Badger then designed another experiment to test the average daily gain response, but also to make the design more practical in creating fines at the feeder through processing. A typical mash diet was used in the treatments, and then diets were pelleted using a L:D 8.75 die and fed as-is, a L:D 5.5 die fed as-is, a L:D 5.5 die and pellets screened to remove fines and 100% fines. Percent fines were then measured at the feeder to ensure what pigs were getting.

“Diets pelleted using the thicker die resulted in 28% fines at the feeder, we were actually hoping it would be a little less than that, but this is where we ended up. Diets pelleted using the L:D 5.5 resulted in 42% fines at the feeder and then when those diets were screened those pellets we had roughly 37% fines at the feeder,” Paulk says. “So, we found in the screening  process, we were pulling off about 5 to 10% fines. When moving that feed to the farm we would generate some more fines, and then we ended up with about a 5% difference between those two treatments.”

This time when the research team fed those diets to pigs, they decided to include the whole grow-finish period from 114 to 320 pounds. Pigs fed the pelleted diets on the thicker LD had a 6% increase in average daily gain compared to those fed the mash diets, while pigs fed the diets pelleted using the thinner die did not result in differences in average daily gain compared to pigs fed the mash diets, which matched what the team had seen previously.

“When pigs were fed screened pellets there was an increase in average daily gain compared to those fed the mash diets and the non-screened diets, and there was no evidence of difference compared pigs fed diets pelleted using the thicker die,” Paulk says. “Based on our previous data set, I would have told you pellet quality or percent fines did not influence the average daily gain response because we consistently observed no difference in the previous study. However, something's going on when we screened those pellets, where we observed an increase in average daily gain compared to the unscreened diets. We still observed an increase in average daily gain when pigs were fed diets pelleted using a thicker die. Pigs fed diets pelleted using the thicker die had a 6% improvement in gain compared to those fed mash diets and those fed screened the pellets had a 4% improvement gain compared to those fed mash diets.”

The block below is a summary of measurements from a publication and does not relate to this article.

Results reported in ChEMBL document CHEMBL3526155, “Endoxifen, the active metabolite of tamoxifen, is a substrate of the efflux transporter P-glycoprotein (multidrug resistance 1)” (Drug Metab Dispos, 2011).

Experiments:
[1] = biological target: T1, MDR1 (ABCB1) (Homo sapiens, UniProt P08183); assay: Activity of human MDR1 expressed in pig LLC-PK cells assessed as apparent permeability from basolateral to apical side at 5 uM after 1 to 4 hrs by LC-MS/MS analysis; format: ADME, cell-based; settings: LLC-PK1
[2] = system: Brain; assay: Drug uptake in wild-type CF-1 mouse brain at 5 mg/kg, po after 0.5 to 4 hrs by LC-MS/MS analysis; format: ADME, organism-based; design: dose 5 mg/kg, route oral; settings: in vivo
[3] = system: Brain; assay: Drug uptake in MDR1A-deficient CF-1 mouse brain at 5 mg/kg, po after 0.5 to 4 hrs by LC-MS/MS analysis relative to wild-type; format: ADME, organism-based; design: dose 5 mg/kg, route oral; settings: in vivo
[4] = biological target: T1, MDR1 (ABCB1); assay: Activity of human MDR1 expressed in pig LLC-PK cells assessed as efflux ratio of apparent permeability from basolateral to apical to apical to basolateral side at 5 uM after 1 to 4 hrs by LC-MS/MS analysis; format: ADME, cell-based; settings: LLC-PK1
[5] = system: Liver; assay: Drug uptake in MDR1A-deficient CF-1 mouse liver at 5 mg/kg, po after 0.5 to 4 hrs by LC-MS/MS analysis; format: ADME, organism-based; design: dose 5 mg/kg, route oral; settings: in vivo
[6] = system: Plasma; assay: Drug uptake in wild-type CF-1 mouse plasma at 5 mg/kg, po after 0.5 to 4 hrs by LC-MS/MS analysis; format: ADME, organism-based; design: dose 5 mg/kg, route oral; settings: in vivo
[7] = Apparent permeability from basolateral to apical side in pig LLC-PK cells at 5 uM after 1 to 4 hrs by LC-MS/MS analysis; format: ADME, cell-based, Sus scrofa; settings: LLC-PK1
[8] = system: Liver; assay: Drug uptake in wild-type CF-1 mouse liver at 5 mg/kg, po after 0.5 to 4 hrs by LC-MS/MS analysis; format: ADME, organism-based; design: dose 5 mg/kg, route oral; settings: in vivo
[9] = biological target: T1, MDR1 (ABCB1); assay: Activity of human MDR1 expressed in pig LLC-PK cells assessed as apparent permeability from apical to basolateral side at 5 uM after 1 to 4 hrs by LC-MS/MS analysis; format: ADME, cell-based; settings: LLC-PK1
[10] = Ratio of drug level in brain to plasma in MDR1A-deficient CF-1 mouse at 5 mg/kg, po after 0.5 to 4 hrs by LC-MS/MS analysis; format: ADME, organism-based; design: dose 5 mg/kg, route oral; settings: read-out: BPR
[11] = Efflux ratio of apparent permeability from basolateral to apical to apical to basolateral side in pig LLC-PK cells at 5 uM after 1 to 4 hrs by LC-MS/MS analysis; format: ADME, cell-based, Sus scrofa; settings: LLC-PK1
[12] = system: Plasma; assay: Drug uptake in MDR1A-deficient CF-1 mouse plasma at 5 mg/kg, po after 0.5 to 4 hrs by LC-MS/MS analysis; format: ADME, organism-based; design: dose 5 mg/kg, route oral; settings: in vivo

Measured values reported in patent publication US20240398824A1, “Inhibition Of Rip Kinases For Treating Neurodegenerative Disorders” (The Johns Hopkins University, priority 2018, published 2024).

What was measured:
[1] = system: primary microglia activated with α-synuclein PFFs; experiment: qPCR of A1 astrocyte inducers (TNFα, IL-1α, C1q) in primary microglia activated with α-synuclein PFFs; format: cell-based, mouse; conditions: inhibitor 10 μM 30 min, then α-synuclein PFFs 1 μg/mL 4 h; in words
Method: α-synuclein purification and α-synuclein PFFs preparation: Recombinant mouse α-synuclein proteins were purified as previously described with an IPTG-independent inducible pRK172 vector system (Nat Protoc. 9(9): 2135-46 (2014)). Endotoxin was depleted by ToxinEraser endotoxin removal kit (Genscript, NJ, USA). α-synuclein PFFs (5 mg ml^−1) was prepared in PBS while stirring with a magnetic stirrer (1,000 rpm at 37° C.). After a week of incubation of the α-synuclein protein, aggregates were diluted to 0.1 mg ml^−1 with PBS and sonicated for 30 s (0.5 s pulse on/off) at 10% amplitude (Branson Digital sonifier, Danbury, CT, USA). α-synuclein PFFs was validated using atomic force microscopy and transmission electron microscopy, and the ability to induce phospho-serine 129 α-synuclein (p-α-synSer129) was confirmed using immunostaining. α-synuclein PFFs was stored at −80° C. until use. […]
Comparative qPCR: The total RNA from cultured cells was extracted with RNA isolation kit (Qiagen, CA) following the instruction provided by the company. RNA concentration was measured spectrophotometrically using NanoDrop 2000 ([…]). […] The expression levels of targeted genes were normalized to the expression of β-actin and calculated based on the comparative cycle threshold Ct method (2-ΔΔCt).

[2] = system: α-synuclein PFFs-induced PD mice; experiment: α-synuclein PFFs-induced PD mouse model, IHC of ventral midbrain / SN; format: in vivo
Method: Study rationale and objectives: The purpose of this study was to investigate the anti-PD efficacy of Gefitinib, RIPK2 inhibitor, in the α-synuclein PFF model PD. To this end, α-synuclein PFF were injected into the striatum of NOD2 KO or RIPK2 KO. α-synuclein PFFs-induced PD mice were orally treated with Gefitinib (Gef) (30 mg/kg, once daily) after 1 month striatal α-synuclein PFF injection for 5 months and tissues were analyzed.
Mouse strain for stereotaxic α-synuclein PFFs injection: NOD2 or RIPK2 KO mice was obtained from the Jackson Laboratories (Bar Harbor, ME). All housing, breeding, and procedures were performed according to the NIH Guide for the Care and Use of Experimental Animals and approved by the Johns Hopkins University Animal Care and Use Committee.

Finally, when the team fed straight fines, pigs performed similar to those fed the mash diets.

“From a feed to gain standpoint, very similar to our previous research, we consistently see a 4 to 7% improvement in feed to gain when pigs are fed pelleted diets with approximately 28% fines at the feeder,” Paulk says. “Pigs fed 37 or 42% fines at the feeder had intermediate feed conversion to those fed pelleted diets with 28% fines and mash diets. Pigs fed 100% fines had similar feed to gain compared to those fed the mash diets.”

With the addition of new research associates joining the team, specifically to work in digestibility, Paulk says the group hopes to soon have some answers to how average daily gain improvements are stemming from feed manufacturing processes.

Paulk presented these findings and more during the recent K-State Swine Day. To view all of the presentations and publications, visit the K-State Swine Day website.

About the Author(s)

Ann Hess

Content Director, National Hog Farmer